Of the 33 participants, the median age was 33 years, the range was 29 to 56 years, and 27 were men (82%). The Q1 residents demonstrated task-induced increases in HbO2 across the bilateral ventrolateral PFC (VLPFC) and right dorsolateral PFC in the SP condition and in the VLPFC in the TP condition. In contrast, Q4 residents demonstrated decreases in HbO2 in both conditions. The magnitude of PFC activation (change in HbO2) was significantly greater in Q1 than Q4 across the bilateral VLPFC during both SP (mean [SD] left VLPFC: Q1, 0.44 [1.30] μM; Q4, -0.21 [2.05] μM; P < .001; right VLPFC: Q1, 0.46 [1.12] μM; Q4, -0.15 [2.14] μM; P < .001) and TP (mean [SD] left VLPFC: Q1, 0.44 [1.36] μM; Q4, -0.03 [1.83] μM; P = .001; right VLPFC: Q1, 0.49 [1.70] μM; Q4, -0.32 [2.00] μM; P < .001) conditions. There were no significant between-group differences in Surgical Task Load Index or heart rate in either condition.

Performance stability within TP is associated with sustained prefrontal activation indicative of preserved attention and concentration, whereas performance decline is associated with prefrontal deactivation that may represent task disengagement.

Air embolization of a left ventricular assist device in a child: an unusual case of a tension pneumothorax resulting in a fatal complication.

European Journal of Heart Failure

Our goal was to describe a fatal air embolization that probably occurred through an inflow cannula implantation site as a result of a tension pneum...

Thoracoscopic surgery for lung cancer is associated with improved survival and shortened admission length: a nationwide propensity-matched study.

European Journal of Heart Failure

Population-based studies comparing long-term survival after minimally invasive and open surgery for lung cancer are lacking. The aim of this study was to compare long-term survival rates between minimally invasive [video-assisted thoracoscopic surgery (VATS)] and open surgery for lung cancer in an unselected nationwide setting.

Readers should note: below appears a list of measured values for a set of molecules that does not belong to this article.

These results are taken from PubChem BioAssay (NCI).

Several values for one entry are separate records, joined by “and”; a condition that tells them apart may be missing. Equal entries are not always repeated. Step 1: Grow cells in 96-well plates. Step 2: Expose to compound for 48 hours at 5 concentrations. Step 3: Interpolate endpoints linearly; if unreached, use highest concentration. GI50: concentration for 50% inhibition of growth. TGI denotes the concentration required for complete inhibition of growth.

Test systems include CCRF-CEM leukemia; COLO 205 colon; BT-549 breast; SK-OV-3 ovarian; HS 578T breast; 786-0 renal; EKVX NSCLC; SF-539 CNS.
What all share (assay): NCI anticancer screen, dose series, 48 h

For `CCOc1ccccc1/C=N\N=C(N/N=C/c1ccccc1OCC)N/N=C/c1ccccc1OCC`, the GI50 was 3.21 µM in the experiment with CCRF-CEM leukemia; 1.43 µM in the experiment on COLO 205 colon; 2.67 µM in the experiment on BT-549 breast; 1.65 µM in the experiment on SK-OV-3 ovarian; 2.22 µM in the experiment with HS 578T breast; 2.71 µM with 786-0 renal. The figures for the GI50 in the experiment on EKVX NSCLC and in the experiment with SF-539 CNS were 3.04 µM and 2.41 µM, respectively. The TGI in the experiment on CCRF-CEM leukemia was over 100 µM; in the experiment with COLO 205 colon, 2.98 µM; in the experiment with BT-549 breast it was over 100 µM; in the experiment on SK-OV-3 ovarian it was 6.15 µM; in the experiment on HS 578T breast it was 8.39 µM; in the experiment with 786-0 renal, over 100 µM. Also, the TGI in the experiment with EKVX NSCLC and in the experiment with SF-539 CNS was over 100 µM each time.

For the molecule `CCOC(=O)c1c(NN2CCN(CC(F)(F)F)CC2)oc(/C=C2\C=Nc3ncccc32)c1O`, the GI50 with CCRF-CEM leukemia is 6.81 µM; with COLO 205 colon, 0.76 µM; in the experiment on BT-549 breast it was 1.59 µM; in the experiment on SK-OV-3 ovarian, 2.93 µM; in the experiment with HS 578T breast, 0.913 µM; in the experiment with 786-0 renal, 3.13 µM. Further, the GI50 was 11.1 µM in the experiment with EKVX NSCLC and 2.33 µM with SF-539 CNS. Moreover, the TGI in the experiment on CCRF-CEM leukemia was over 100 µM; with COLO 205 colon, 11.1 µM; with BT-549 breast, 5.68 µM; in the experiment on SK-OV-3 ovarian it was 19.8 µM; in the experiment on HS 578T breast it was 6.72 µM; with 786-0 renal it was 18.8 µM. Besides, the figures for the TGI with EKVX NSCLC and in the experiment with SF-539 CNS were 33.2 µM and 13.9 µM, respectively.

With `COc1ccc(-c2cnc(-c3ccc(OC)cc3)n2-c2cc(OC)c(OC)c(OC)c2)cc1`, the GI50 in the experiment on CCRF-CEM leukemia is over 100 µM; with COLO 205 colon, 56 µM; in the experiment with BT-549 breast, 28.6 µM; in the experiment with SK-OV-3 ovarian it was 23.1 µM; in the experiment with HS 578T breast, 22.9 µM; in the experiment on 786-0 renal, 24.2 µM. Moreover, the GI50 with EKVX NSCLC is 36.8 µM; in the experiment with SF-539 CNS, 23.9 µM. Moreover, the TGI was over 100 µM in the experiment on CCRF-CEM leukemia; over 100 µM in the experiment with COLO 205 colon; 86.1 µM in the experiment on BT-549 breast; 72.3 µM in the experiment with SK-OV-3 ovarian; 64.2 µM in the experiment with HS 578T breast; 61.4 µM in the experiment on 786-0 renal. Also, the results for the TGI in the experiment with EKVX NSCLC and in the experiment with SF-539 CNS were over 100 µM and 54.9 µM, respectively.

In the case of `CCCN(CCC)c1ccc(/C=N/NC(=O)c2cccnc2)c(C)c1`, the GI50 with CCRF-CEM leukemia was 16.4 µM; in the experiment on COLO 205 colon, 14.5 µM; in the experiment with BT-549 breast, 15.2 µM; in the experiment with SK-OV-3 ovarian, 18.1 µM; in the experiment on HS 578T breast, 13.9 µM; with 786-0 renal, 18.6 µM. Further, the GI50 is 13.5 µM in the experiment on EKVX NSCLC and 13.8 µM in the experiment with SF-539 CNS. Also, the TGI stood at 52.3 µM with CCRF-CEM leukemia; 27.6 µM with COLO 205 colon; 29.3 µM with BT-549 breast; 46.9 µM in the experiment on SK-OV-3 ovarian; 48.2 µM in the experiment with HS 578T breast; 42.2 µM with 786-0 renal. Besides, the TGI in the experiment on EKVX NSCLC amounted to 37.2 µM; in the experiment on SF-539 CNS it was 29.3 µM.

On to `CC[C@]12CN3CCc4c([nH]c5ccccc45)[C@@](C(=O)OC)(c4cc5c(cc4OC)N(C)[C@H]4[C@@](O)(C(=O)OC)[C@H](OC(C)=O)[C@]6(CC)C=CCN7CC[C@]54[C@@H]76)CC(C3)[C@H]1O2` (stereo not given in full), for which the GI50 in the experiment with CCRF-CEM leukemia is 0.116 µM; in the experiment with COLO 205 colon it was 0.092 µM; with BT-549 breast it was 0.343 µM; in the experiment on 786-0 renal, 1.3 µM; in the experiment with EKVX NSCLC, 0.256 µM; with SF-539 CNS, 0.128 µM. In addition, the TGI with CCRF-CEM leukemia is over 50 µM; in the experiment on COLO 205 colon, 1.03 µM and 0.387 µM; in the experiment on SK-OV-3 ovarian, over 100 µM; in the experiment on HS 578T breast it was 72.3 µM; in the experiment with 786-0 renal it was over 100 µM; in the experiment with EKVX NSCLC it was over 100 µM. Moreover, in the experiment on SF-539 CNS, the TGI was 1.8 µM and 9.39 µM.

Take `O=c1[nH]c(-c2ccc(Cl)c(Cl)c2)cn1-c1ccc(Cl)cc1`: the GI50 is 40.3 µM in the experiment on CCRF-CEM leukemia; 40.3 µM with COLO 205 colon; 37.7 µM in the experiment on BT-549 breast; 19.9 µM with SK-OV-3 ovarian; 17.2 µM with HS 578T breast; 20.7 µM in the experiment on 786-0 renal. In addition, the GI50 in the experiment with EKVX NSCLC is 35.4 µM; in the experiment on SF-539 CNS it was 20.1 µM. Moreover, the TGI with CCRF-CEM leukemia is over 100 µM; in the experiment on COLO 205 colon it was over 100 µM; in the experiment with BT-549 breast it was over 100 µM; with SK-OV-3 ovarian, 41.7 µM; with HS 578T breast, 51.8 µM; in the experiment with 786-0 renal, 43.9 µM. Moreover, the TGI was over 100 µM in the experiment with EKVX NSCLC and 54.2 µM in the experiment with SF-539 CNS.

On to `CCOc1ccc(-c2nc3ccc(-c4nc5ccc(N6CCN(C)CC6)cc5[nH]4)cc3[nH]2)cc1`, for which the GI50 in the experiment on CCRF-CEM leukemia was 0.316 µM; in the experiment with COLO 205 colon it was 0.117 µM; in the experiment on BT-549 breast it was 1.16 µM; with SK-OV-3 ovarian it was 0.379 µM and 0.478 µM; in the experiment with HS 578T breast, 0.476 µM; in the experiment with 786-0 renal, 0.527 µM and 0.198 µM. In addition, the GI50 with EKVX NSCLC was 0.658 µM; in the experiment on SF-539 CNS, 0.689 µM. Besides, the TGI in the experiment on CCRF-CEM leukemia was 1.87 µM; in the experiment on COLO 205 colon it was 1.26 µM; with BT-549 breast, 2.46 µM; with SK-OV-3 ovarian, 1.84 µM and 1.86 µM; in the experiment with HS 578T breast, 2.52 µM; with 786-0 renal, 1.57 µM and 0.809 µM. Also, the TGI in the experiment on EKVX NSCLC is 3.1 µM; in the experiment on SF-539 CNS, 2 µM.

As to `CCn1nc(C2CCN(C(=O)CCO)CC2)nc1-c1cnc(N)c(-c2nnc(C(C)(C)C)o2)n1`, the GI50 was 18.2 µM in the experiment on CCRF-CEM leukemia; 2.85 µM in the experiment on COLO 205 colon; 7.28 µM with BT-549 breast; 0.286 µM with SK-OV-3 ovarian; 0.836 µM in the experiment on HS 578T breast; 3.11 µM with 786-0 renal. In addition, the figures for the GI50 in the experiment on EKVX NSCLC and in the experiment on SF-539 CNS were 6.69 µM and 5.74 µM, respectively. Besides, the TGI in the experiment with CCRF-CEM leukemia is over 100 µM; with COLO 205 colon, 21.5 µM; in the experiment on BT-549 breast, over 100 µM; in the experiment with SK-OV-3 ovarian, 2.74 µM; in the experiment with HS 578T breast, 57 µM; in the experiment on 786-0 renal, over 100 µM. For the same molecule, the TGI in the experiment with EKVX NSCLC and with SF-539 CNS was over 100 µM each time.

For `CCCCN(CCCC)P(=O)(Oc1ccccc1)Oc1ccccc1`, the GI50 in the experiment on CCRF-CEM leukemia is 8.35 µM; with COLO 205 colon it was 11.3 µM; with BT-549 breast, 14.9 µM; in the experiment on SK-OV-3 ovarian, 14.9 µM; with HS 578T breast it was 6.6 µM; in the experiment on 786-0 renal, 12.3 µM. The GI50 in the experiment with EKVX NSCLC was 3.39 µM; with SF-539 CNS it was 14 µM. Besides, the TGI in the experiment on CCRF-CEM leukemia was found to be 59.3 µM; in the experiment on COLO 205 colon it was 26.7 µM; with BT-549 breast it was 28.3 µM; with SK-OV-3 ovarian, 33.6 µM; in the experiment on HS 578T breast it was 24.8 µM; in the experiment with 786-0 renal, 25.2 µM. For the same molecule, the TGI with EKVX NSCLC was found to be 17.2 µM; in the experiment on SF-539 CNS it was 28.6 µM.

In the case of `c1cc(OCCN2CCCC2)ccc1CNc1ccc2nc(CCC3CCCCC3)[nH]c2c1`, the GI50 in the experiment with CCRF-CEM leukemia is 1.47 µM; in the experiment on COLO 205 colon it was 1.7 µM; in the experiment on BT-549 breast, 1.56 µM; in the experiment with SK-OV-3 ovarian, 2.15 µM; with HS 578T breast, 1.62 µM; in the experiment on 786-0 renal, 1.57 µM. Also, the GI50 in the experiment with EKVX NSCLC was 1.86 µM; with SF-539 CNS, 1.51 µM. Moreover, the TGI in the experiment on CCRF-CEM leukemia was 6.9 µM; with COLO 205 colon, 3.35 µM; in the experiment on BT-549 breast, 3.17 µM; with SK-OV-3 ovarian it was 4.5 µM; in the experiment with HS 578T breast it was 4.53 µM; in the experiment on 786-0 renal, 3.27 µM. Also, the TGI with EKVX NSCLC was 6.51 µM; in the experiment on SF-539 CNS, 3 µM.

Patients undergoing minimally invasive (n = 710) or open (n = 2814) lung resection for lung cancer between 2004 and 2014 were identified from nationwide complete registries in Finland. Propensity score matching resulted in groups of 632 patients who had VATS and 632 who had a thoracotomy. The primary outcome was the 1-year survival rate. Secondary outcomes were 30-day, 90-day and 5-year survival rates and the length of surgical admission. Cox models were adjusted for sex, age, comorbidity, centre size, year of surgery, histological diagnosis, stage and adjuvant therapy.

In the propensity-matched cohort, the 1-year survival rate was 90.8% [confidence interval (CI) 88.3-92.8%] after VATS and 87.1% (CI 84.3-89.6%) after open surgery. The 5-year survival rate in the propensity-matched cohort was 59.6% (CI 54.9-63.9%) after VATS and 53.3% (CI 48.6-57.7%) after open surgery. The 30-day mortality rates showed no differences between approaches, but the 90-day mortality rate was better after VATS when adjusted for patient-, tumour- and operation-specific features (hazard ratio 0.56, 95% CI 0.30-0.92; P = 0.024).

According to this population-based nationwide study from Finland, minimally invasive surgery for lung cancer is associated with improved long- and short-term survival rates, supporting the use of VATS as a primary surgical method for treating lung cancer. Due to the complexity of confounding factors in this study, one should, however, interpret the results critically. Additional studies are needed.

Effect of different therapeutic strategies on the clinical outcome of asymptomatic intralobar pulmonary sequestration.

Interactive Cardiovascular and Thoracic Surgery

Pulmonary sequestration is a rare congenital pulmonary malformation. The aim of this study was to explore the effect of different therapeutic strategies on the clinical outcome of asymptomatic intralobar pulmonary sequestration.

We retrospectively reviewed the clinical data of 37 patients diagnosed with intralobar sequestration. All the patients were asymptomatic. Seventeen patients underwent video-assisted thoracoscopic surgery (VATS) once diagnosed and 20 patients chose to undergo observation. Of these 20 patients, 16 patients developed symptoms during the observation period and also underwent VATS; 4 patients never showed symptoms and did not have surgery. The 33 patients who had VATS were divided into 2 groups: group 1, patients who underwent VATS once diagnosed; group 2, patients who underwent VATS once symptoms appeared. Postoperative data and respiratory function data were compared between the 2 groups.

Twenty of the patients were men and 17 were women (mean age 37.05 ± 7.89 years). Results of a comparative analysis of the 2 groups indicated that patients in group 1 had better values for median estimated blood loss, median duration of chest tube insertion, postoperative hospital stay and postoperative hospital stay than those in group 2. Postoperative complications were reported in 1 patient in group 1 and in 3 patients in group 2. Meanwhile, the loss of lung function between group 1 and group 2 was statistically significant, which also suggested that patients benefited from surgery once diagnosed.